Beauty and Bravado in Japanese Woodblock Prints

Exhibition to open January 18, 2009

Kikugawa Eizan (1787-1867), Reclining couple reading a love letter, ca. 1804-1818. Color woodblock print. Gift of Gillett G. Griffin in honor of Dale Roylance. Graphic Arts Division

A reception and gallery tour will be held at 4:00 p.m. on Sunday, January 25, 2009, for the opening of “Beauty and Bravado in Japanese Woodblock Prints: Highlights from the Gillett G. Griffin Collection” in the Milberg Gallery of the Princeton University Library.

Yashima Gakutei (1786?-1868), Number Five: Dancers on Stage (from the series The Dance at Furuichi for the Hisakatayo Poetry Group), ca. 1822. Color woodblock print. Gift of Gillett G. Griffin in honor of Dale Roylance. Graphic Arts Division

The prints on display offer examples of changing fashions and evolving print technologies in Japan from the late 1600s to the mid-1800s. They are part of the collection donated by Gillett Griffin, curator emeritus of the Princeton University Graphic Arts Collection, in honor of Dale Roylance. The exhibition will be on view from January 18 to June 7, 2009.

In 1947, when Griffin was a student at Yale University’s School of Fine Arts, one of his professors invited a Japanese print dealer to visit. Gillett’s eye fell on a small black-and-white print, which he purchased for the enormous sum of $2.00. The dealer was impressed that such a young man would see the beauty in what turned out to be a print by Hishikawa Moronobu (ca. 1618-1694).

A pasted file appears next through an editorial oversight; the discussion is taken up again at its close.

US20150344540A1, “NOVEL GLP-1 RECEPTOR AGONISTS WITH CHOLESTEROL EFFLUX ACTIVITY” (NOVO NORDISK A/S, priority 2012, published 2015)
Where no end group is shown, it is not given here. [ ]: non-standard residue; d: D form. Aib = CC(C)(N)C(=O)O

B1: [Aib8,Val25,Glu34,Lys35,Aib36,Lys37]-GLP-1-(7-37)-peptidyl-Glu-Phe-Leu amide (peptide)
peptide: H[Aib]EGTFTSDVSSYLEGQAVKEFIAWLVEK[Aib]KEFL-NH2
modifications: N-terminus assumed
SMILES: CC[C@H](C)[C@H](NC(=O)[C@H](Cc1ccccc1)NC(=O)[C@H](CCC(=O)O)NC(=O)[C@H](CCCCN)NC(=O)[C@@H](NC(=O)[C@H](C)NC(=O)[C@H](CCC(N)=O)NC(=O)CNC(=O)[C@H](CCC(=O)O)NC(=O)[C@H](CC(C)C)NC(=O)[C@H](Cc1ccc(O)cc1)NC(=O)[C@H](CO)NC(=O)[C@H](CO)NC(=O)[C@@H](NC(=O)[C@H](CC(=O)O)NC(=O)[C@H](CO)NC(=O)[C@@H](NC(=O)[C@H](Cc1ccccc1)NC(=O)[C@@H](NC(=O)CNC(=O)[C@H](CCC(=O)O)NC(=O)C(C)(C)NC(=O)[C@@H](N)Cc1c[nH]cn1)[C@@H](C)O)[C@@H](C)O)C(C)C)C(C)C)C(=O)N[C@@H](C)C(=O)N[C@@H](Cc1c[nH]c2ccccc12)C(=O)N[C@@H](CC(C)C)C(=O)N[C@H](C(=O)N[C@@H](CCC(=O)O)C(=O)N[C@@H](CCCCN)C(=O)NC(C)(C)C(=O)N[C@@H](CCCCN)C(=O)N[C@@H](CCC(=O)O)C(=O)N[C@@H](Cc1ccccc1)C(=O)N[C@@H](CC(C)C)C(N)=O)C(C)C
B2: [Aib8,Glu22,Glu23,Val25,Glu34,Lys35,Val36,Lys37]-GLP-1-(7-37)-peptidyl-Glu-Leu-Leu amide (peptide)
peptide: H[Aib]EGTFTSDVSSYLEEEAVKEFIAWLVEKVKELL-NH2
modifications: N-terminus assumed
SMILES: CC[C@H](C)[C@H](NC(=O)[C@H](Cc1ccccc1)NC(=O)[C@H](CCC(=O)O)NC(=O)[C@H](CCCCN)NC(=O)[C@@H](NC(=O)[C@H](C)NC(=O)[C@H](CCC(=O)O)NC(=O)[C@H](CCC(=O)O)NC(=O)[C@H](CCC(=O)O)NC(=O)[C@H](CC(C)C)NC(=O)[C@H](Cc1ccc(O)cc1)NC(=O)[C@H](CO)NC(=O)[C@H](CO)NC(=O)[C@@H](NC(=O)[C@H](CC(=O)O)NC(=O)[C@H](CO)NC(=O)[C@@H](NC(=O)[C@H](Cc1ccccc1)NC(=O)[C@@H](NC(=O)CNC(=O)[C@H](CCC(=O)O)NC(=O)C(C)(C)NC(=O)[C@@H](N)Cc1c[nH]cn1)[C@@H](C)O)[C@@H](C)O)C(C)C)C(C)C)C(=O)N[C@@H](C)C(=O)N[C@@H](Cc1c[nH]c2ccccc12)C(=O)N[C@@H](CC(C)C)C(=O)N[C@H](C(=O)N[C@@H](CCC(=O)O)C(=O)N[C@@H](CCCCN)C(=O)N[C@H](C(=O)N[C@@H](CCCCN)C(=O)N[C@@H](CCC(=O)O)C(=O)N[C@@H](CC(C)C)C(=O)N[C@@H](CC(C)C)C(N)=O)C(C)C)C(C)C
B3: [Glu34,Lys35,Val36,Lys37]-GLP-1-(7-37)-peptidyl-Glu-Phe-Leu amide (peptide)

Four New York art sales that winter featured Japanese prints, three at Parke-Bernet and one at Gimbels Department Store (both Gimbels and Macy’s sold fine art in those days). Griffin made it to three of the four sales, and by the end of the year had a collection of almost seventy classic Japanese woodblock prints. “I really had no money,” he said. “But this was only a few years after Pearl Harbor and there was still a great deal of hostility and so, not many buyers.” Griffin continued to study and collect for more than sixty years.

A lecture on Japanese prints will be given by Julie Davis, Professor of Art History, University of Pennsylvania, on Sunday, May 3, 2009, at 3:00 p.m. in 101 McCormick Hall, followed by a reception in the Milberg Gallery. The Milberg Gallery is open to the public, free of charge, weekdays 9:00 a.m. to 5:00 p.m.; Wednesday evenings, 5:00 to 8:00 p.m.; and weekends, noon to 5:00 p.m. The gallery is located on the second floor of Rare Books and Special Collections, Firestone Library, Princeton University, One Washington Road, Princeton, New Jersey. For information on visiting the campus, see:

Utagawa Kunisada (Toyokuni III, 1786-1865), Chapter Thirty-four: Wakana No Jô, from the series: Parody on the Fifty-four Chapters of the Tale of Genji (Genji gojûyojô), 1858, 9th month. Signed: Toyokuni ga. Publisher: Wakasaya Yoichi. Ôban tate-e diptych. Color woodblock print (nishiki-e).


wow i like that picture

I personally think that asian arts and painting rocks.